Thus spoke Kiren Rijiju, the Honourable Minister of State for Home Affairs for the largest democracy in the world, when asked about the extra-judicial killing of eight undertrials by policemen during a jailbreak in Bhopal on Monday, October 31.
But first the context:
Eight suspected members of the banned Student Islamic Movement of India (SIMI) were lodged in the high-security Bhopal jail and were awaiting trial on various serious charges including armed robbery and the killing of policemen. Some were part of a group that had earlier escaped from Khandwa prison. The prisoners were lodged together and plotted their escape on the night of Diwali when security was supposedly expected to be lax. They killed one guard outside their cell with a sharp weapon and then scaled the prison walls using bed sheets. They were not stopped anywhere within the prison complex by guards and nor were any alarms raised since the CCTV cameras were malfunctioning.
The details from here on get hazy. Villagers say they apprehended the eight strangers and informed a nearby patrol. In any event, policemen caught up with the men who were on a nearby hillock in the presence of villagers. What followed was this: the eight men were shot dead by policemen. Post-mortem reports show most gunshots were above the waist; entry and exit wounds establish that all were shot at close quarters.
The Inspector General of Police of Bhopal went on record to say four firearms were recovered from the men who had fired six rounds at policemen. A video recording of the encounter (veracity not yet authenticated) shows clearly that the men were unarmed and had their backs to the police who are heard telling each other to shoot the men in the chest. Sanjeev Shami, the head of MP's anti-terror squad, however, has gone on record to say that the men were unarmed. When informed that this was at odds with the IG's version, he stood by his own statement and justified the killings by saying "even if the police are not being fired at, they can use such force".
As of now, almost 72 hours after the incident, no proof has been provided of the supposed firearms that the men were carrying, or of the bullets fired by them. No policemen sustained gunshot wounds though three were apparently injured by sharp weapons. When questioned by the media on the classic signs of an "encounter-killing", senior policemen and government functionaries aimed to throttle any voices of doubt about the official version of events, muddled as it were in parts.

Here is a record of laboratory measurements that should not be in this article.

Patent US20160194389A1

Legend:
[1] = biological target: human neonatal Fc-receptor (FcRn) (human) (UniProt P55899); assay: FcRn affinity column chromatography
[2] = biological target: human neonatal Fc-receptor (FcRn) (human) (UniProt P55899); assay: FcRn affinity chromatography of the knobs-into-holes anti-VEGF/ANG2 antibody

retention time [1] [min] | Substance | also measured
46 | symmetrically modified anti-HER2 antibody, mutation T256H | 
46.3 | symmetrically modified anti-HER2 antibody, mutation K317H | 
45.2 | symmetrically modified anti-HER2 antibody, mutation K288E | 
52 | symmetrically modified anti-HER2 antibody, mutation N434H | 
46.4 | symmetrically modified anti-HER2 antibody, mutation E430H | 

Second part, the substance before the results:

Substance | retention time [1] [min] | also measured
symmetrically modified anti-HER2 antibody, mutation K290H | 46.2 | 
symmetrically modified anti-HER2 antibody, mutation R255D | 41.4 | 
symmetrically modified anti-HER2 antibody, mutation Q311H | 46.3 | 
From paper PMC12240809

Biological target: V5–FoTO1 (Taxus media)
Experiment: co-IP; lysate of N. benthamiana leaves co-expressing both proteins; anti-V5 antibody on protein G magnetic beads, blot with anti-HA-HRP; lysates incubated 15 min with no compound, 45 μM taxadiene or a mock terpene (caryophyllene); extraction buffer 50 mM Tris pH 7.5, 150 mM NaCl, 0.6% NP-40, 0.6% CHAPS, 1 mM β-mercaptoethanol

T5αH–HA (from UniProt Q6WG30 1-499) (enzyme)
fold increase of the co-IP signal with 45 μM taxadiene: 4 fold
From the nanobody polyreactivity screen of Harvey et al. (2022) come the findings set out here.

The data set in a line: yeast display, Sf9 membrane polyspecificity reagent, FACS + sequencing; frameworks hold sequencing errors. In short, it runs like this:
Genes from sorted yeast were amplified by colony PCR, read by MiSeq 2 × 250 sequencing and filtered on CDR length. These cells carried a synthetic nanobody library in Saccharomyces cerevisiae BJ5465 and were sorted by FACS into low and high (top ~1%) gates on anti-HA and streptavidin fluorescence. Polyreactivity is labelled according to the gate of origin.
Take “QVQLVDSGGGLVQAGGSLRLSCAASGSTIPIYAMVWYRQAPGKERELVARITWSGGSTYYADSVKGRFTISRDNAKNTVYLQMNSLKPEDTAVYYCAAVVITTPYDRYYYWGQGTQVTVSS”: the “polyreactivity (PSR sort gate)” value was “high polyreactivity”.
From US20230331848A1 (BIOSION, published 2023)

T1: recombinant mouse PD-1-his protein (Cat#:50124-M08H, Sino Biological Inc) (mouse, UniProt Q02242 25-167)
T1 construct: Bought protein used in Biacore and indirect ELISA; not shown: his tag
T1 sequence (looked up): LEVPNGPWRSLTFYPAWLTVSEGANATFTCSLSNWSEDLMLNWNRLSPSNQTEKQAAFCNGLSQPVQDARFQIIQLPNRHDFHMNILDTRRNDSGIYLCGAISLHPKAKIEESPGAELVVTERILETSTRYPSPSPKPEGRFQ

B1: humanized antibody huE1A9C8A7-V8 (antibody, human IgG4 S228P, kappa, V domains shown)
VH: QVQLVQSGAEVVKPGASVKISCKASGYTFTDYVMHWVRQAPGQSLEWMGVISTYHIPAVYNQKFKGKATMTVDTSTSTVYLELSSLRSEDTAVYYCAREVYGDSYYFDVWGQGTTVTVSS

First, the Honourable Chief Minister of Madhya Pradesh, Shivraj Singh Chouhan: he claimed the opposition is trying to politicise the incident and that "these men were dreaded terrorists...We have no idea what terror they would have spread. Yet for them, so much fuss..."
Third, the Honourable Minister in charge of Prisons, Madhya Pradesh, Kusum Mehdale: "You should praise us for killing the accused even though they escaped...they were stopped from carrying out more dangerous acts," she said.
To each of you honourable representatives and to the Honourable Minister of State for Home Affairs - may I point out a few rights accorded to each and every one of us by the laws of this great land we feel proud to call home? And yes, we love this country even though we may occasionally have the temerity to disagree with you.
It does not matter if the person is a criminal or a dreaded terrorist - he or she still has to be dealt with in accordance with law. An under-trial cannot be pronounced guilty except by a court, and any punishment, let alone the taking of life, can only be meted out by the judiciary after a finding of guilt for a crime which invites the death penalty. This is what differentiates us from barbarians, separates the civilised from the junglee, and protects order from utter chaos. Article 21 declares that no citizen can be denied his life and liberty except by procedure established by law. Our founding fathers fought a long and painful struggle to give us the rights and liberties enshrined in our constitution and we will fight till death to protect the right to question anyone who rides roughshod over them. So yes, Mr. Rijiju, doubting you is in my culture. And thank God for that.
You say the policemen acted in self-defence. Well then, make public the evidence to indicate that the policemen were in danger of losing their lives unless they killed these men who were not carrying firearms (as evidenced by the video footage and corroborated by the head of the ATS) by shooting above the waist. The due process of law guarantees everyone the right to life and does not give the unlimited right of self-defence to anybody. On the contrary, enforcement agencies like the police are under a higher duty to protect life and to ensure that the use of force in self-defence is not disproportionate to the perceived threat. What threat to their life could they have faced from men who did not carry firearms? They were under a duty to apprehend them and produce them before a court of law. The crime of jail break is punishable by only a two-year sentence, not with death. The punishment for the crime of the killing of the jail warden would have been decided by a court. Why then were most gunshot wounds to the men above the waist if not to kill? That is precisely what is called an extra-judicial killing.
Mr. Rijiju, Sir, you hold an office most citizens can only aspire to. Please have the grace to accord it due respect. We need to question why and how, why not and what next. Do not let your chair sink into this morass of absolutism where to question is to be unpatriotic, to disagree is to be seditious and to protect our constitution is to make us all into terrorist sympathisers. We know you can do better than this. Yours is also to question why.
(Mahua Moitra is a member of the West Bengal Legislative Assembly and General Secretary of the West Bengal Trinamool Congress.)
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